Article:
Steadily Working …

In addition to some other important things I had to do today, I’m spending my time on Jake and the Dynamo, so you’ll have to put up with more Cardcaptor Sakura fan art until I can get you a proper post.

This one, featuring Sakura along with her familiar and her scary psycho stalker, is Christmas-themed. We’re still not too far out from Christmas, are we?

And no, seriously, Tomoyo is one scary chick. Somebody out there, please tell me I’m not the only one she freaks out. I mean, just look at her eyes.

Anyway, I’m not sure where this image originates, as it’s on most every free wallpaper/rootkit site on the internet, without attribution, of course.

Sequel to ‘Cardcaptor Sakura’ Is Coming … Prepare Yourselves

Featured image: “Cardcaptor Sakura Fanart” by Daikazoku63

Cardcaptor Sakura is one of the biggest titles in the magical girl genre. It was the first foray into mahou shoujo manga by the unbelievably prolific four-woman team Clamp, which produced it from 1996 to 2000. Its anime adaptation, which began airing in 1998, is one of the few TV cartoons that can hold up in terms of technical quality more than a decade after its run. The anime adds a great deal to the story; some of it is padding, but a lot of it is real improvement. A sliced, diced, and dubbed version was released in English under the title of Cardcaptors.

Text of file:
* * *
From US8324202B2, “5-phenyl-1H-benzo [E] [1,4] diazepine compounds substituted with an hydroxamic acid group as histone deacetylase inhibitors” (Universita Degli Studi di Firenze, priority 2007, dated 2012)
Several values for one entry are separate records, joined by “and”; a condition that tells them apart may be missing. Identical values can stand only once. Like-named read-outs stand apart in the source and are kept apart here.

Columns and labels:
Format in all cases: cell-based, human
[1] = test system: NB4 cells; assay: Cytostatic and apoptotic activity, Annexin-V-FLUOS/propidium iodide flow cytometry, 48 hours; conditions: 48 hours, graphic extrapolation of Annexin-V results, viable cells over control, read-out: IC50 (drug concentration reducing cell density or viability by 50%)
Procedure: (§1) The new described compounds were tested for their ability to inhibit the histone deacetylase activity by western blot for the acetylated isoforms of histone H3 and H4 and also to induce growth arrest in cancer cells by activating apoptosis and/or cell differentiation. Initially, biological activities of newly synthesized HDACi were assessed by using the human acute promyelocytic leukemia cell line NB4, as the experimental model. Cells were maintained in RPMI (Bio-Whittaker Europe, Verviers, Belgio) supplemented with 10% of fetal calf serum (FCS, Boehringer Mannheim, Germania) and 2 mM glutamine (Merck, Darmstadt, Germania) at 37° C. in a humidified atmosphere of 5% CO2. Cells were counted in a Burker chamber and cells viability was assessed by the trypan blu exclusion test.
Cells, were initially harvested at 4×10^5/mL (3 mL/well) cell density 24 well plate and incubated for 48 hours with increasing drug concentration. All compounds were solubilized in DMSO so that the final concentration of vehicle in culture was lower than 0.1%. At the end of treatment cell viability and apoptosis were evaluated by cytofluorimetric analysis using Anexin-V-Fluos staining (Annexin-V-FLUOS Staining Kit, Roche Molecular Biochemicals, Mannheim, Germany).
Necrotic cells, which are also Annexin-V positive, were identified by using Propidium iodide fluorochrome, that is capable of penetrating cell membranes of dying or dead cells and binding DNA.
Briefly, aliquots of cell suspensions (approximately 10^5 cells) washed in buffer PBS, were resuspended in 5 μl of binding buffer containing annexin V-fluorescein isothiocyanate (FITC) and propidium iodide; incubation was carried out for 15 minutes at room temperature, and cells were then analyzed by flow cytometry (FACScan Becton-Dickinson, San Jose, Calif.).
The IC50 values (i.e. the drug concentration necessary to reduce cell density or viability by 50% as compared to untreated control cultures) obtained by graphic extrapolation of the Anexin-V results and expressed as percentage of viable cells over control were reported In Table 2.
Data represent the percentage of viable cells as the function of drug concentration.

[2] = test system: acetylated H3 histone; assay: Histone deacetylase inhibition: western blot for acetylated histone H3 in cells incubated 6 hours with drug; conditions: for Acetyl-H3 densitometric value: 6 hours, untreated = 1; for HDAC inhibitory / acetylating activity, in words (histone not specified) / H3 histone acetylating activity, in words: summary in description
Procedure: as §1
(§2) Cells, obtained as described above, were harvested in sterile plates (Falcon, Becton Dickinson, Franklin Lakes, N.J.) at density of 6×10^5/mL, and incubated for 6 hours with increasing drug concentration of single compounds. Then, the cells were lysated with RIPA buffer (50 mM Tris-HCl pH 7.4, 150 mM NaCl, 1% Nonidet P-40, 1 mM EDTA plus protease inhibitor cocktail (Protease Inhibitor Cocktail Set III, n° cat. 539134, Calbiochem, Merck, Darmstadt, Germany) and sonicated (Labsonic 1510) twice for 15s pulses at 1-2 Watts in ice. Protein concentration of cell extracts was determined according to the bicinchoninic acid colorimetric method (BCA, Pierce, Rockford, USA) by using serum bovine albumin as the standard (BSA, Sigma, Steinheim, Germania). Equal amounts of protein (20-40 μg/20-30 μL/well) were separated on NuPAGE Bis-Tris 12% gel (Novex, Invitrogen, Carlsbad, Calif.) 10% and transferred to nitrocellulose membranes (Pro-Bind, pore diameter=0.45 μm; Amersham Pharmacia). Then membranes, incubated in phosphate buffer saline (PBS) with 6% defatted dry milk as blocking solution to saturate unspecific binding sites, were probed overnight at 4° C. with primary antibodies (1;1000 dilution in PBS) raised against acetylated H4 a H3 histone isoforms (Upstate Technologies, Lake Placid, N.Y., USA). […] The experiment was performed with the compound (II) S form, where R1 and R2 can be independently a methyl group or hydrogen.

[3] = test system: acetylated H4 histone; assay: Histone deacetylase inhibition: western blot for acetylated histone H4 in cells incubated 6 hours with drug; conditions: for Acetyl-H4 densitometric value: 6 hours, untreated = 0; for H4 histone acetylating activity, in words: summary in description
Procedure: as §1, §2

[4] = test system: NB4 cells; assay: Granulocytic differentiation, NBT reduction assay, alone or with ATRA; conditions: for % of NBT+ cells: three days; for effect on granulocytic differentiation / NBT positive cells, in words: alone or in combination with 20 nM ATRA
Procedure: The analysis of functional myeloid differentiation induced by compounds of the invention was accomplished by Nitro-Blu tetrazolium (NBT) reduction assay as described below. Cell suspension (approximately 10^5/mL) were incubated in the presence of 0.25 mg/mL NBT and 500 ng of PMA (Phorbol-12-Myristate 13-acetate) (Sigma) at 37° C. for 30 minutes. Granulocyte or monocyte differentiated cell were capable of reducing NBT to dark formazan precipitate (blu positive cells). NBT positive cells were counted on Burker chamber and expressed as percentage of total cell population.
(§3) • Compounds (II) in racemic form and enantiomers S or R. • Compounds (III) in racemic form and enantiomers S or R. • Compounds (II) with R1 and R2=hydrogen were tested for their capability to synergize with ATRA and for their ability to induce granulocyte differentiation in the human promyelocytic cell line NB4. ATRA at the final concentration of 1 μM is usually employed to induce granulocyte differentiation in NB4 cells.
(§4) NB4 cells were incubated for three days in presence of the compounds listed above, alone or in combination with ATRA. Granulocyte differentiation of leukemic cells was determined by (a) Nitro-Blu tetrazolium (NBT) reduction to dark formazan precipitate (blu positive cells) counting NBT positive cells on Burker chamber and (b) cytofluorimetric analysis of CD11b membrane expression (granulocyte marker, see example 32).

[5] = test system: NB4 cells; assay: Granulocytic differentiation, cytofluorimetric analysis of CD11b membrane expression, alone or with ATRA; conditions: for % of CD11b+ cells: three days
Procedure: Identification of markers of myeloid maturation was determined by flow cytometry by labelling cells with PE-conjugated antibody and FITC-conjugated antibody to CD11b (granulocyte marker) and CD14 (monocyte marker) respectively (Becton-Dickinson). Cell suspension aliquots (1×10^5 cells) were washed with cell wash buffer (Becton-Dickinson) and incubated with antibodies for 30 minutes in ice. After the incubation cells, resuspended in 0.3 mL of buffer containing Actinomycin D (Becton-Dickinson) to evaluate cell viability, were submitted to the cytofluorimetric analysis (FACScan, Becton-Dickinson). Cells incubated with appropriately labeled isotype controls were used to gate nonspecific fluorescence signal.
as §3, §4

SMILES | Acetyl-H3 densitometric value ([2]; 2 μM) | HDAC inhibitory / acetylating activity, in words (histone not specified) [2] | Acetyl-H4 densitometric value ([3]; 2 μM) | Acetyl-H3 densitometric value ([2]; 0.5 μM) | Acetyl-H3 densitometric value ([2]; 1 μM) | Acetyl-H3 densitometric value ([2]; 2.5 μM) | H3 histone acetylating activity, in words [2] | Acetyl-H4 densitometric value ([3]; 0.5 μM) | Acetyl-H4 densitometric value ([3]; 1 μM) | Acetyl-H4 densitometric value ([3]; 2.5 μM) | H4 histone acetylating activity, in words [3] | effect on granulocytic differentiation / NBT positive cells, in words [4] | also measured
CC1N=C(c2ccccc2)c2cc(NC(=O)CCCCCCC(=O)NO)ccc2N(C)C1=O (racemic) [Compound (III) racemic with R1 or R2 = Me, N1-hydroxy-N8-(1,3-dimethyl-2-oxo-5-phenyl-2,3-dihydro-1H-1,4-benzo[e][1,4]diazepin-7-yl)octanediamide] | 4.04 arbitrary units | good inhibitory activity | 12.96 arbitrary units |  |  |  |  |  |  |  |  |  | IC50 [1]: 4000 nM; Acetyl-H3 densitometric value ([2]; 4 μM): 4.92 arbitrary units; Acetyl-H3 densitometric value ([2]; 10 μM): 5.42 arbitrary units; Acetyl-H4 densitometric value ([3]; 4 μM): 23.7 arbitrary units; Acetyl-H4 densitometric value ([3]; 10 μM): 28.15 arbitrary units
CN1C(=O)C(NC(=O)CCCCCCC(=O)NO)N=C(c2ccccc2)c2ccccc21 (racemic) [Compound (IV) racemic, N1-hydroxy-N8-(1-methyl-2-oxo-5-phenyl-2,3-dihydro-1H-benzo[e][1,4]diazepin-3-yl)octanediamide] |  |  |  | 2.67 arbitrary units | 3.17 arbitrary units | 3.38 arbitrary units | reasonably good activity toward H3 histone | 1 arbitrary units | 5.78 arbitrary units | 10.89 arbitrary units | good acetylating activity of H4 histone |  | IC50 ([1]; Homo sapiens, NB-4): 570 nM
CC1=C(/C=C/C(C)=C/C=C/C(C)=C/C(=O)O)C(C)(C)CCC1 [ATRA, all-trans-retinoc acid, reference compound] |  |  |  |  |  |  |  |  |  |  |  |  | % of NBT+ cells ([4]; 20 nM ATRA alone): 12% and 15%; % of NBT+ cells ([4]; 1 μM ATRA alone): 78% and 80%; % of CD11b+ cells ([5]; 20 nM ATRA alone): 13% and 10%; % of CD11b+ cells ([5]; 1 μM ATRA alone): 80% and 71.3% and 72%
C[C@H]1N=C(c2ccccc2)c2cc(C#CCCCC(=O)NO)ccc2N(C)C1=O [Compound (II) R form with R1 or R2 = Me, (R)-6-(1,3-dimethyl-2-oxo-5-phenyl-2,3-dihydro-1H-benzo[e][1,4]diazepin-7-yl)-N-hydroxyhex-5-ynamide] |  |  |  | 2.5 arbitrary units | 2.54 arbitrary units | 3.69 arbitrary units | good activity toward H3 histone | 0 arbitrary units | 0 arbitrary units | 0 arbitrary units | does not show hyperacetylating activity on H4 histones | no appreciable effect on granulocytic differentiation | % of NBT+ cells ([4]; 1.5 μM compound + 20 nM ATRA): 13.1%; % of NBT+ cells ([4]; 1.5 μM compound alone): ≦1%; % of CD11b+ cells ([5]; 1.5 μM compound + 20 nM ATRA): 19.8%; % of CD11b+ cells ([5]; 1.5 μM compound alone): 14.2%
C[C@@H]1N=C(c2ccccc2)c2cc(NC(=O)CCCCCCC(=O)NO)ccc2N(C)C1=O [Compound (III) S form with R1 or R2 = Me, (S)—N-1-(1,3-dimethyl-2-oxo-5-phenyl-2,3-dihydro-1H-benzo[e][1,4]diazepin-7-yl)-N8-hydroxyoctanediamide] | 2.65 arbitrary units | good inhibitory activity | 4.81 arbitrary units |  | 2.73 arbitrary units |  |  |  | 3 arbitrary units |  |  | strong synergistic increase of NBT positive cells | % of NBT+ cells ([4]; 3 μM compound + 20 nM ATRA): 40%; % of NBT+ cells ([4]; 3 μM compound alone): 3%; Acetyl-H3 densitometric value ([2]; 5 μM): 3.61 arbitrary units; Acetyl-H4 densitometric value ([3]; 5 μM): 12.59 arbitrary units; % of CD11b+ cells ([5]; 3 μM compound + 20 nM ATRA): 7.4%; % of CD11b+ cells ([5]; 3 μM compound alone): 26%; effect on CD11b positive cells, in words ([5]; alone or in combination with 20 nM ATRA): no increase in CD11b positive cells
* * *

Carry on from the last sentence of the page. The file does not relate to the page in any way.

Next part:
For reasons I’ll explain in a post I was working on for today but didn’t get finished, I don’t care much for Cardcaptor Sakura. Nonetheless, I must announce that after all this time, Clamp is adding a third arc to the story, the “Clear Card Arc,” currently underway. The first collected volume appeared in Japan last month. I don’t believe any English translation has appeared as of yet.

An anime adaptation is slated to begin in January of 2018. Plan is to bring back director Morio Asaka and round up much of the original voice cast. The Cardcaptor Sakura anime had very good production values, so bringing back the old-timers rather than getting fresh blood seems to be a good move. As they say, if it ain’t broke, don’t fix it.

The original story featured its heroine in fourth and fifth grade, gradually powering up as she collects the “Clow Cards,” each of which contains a magic spell. The sequel now has her in middle school.

While many fans are excited, I’m scared. What is Clamp going to do to that poor girl now? She barely escaped all those perverts last time. I’m especially worried about Tomoyo, her obsessive best friend who at first seems to be an innocent little ten-year-old girl until Clamp casually drops the bombshell that she’s a monomaniacal lesbian stalker with a costume fetish and a penchant for voyeurism. Is this going to be the story arc where she hides a camera in Sakura’s bathroom or something?